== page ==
24 March 2010

Shopping ethically

We try to make sure that what we bring into our home at owlet HQ has some ethical basis. We think about where it came from, How far away? Who made it? What was that like for them? Where did the money go? Did a little piece of the planet die in the process?

It takes a long time. Shopping these days is hard.

I'm reading the 100 Mile Diet at the moment and I'm a bit more inspired to think than usual. Unfortunately we start out with good intentions, and then household economics gets in the way. We could do better.

Here's what we do already:

Try to buy local and organic. Often thwarted by expense.
Grow a little of our own. Very little.
Try to limit plastic bags and packaging entering the house. But we get lazy.
Don't buy many clothes. Usually due to expense and cos we don't enjoy shopping.
Make gifts and buy handmade where possible.
Boycott Nestle. Easy to do and important to us.
Use the car as little as possible and buy stuff when we are out already.
Shop at garage sales. Much of the owlets clothes and resources are garage sale finds. Local and second hand!

Here's what we'll be working on:

Buying more local and organic stuff where possible. We've joined the local organic wholefoods co-op in an attempt to shop in this way and cut down on packaging. We have access to beautiful local produce. We should be buying more of it.
Growing more of our own food. The vegie patch is starting to become more productive with a little effort. Also vital so that we can afford the other local stuff.
Using the car less. Not easy with all the things the owlets get up to, but we're working on it.
Taking the Ethical Clothing Pledge. I've worked in the mainstream fashion industry before. I know the deal. Its why the owlet shop is full of clothes that are as ethical as I can make them. Its time Huz and I bought some new clothes. We'd like to do it right.


I pledge to only wear clothing that is one or more of the following:
1. Pre-loved
2. Handmade (preferably by me)
3. Reconstructed
4. Made with ethical / environmentally friendly materials
5. Made by a company with strong ethical policy & workers' rights

* Companies with environmentally friendly practices (such as cutting down on waste/energy/water) get brownie points
* If I get one little inkling of sweatshop labour, I'm outta there!
* Above all though, I think the most important thing is reducing the amount of things we use in the first place. Not purchasing ANOTHER piece of clothing just for the sake of it is the biggest statement we can make.


  1. That is so lovely, i talk things through with my children & growing herbs & vegetables ourselves is a good step too. Love Posie

  2. Hi Lauren
    Sorry to leave a comment, but I've sent you a couple of emails about ordering some clothes, and haven't heard anything. I wouldn't be surprised if my emails have ended up in your junk folder (there is something wrong with my domain security atm). Can you pls email me at allison@betterbirth.com.au - thanks! Allison

  3. If you are in the area (north side of town) let me know as I have excess basil at the moment so you can grab a bunch if your like, I'm nearly pesto-ed out!

  4. I feel super inspired by your post Lauren, thankyou for sharing. I really want to put in a veg patch at our place :)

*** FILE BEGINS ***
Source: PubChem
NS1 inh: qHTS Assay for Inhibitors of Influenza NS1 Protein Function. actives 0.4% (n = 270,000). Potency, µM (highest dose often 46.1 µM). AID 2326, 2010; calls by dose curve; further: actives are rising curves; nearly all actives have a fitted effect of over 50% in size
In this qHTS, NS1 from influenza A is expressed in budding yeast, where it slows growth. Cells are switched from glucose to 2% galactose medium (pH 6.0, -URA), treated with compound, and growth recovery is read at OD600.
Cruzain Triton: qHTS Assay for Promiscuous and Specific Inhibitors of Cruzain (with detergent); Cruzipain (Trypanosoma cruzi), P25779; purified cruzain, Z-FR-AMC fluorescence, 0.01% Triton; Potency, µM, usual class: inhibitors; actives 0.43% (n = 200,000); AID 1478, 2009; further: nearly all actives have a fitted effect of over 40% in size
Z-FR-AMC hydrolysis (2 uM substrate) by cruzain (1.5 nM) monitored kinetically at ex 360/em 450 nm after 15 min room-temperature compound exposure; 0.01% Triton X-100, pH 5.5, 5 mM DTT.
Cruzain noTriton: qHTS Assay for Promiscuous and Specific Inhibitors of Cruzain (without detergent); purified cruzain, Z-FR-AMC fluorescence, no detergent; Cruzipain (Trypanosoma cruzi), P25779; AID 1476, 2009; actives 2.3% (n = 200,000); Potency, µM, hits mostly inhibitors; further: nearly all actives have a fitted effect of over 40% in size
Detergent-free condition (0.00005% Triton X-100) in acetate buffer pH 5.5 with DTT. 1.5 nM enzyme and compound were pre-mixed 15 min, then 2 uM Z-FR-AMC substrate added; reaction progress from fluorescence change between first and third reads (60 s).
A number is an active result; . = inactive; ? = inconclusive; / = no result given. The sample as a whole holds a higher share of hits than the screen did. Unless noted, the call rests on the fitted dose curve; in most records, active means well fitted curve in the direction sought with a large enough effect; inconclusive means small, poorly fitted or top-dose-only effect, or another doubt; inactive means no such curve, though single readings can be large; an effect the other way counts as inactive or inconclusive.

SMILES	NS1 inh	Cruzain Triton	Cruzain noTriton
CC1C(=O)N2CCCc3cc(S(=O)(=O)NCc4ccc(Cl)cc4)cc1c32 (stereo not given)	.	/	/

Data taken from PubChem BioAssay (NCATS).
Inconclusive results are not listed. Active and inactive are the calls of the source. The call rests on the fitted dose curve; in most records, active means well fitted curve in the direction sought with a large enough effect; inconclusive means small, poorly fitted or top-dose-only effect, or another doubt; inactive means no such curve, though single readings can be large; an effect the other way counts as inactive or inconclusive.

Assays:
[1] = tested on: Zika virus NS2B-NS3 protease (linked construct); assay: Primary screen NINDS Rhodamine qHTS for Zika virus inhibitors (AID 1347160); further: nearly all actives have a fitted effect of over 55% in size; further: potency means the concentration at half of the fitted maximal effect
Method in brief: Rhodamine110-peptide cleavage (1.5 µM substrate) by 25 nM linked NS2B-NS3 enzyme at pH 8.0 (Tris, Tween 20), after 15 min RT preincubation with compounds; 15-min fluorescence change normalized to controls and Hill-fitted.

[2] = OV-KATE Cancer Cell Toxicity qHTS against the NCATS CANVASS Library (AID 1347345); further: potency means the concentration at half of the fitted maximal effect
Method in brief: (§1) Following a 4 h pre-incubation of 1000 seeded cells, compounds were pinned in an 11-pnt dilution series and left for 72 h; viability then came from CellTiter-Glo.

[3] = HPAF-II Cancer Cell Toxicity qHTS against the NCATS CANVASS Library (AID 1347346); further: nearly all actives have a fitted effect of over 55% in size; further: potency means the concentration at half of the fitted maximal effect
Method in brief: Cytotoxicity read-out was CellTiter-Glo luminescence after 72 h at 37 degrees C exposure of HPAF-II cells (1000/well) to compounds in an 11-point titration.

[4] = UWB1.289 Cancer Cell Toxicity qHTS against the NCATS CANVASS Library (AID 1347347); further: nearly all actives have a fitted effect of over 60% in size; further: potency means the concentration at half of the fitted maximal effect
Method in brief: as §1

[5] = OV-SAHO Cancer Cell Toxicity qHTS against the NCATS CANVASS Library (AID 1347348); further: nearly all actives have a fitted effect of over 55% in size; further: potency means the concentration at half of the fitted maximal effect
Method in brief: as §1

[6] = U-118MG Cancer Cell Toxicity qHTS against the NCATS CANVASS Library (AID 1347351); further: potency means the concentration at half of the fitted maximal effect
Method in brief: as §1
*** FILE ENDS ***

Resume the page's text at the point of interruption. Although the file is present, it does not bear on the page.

5. Totally agree with everything you said (again) and am pleased to note even more aims and standards we have in common!! I try to make all our clothes, and we're given some, and we op shop it too....can't remember the last time we bought a new anything. The important element for me is the realisation that everything is energy that remembers where it's been, hence wearing clothes made by slave labour you are literally putting a garment on your body that can remember the pain, hunger, and boredom of the person who made it, and you're putting it on your SKIN!!!! The largest organ on our bodies!!! Another reason why I love to handspin wool and craft wearable creations - I know the breeders too - which have lovely vibes and memories to be placed on your skin:) Thank you again for your wonderful insights!!

  6. I totally agree with you. I feel that wants to take a step to making their lifestyles a lot more eco-friendly, but don't always stick to it. Most people already know the strides they need to make, like bringing reusable bags to markets, buying a waterbottle to fill with water instead of buying packs of bottled water, etc. Secondhand clothing, and Eco-friendly fashion is a great stepping stone for people to be much more conscious and responsible for the world.
    Make sure to check out thehotlovemovement.com, an urban fashion line including supersoft organic tees, tanks, hoodies, and more, also ethically made. Proceeds of the sales also go to underprivileged communities to fund sustainable infrastructure projects!

  7. Cost certainly plays a part in our ability to do more ethically! We also have a small vege patch, buy few clothes (we tend to dislike shopping, too, which helps) and boycott Nestle. And MacDonalds. I agree that boycotting Nestle is relatively easy, until they buy out another of my regularly purchased brands and I don't realise for several months! My latest discovery is that they now own a significant part of L'oreal, who own the Body Shop. So that's off limits now too. Grrr. It's amazing what you can do without though!

  8. Love your blogs...i love ethical clothing choices too!! Thinking about making a pledge myself.
    By the way i was your 100th follower...yay for me!!!

  9. Excellent post. I'm making the pledge, although I do most of it anyway.


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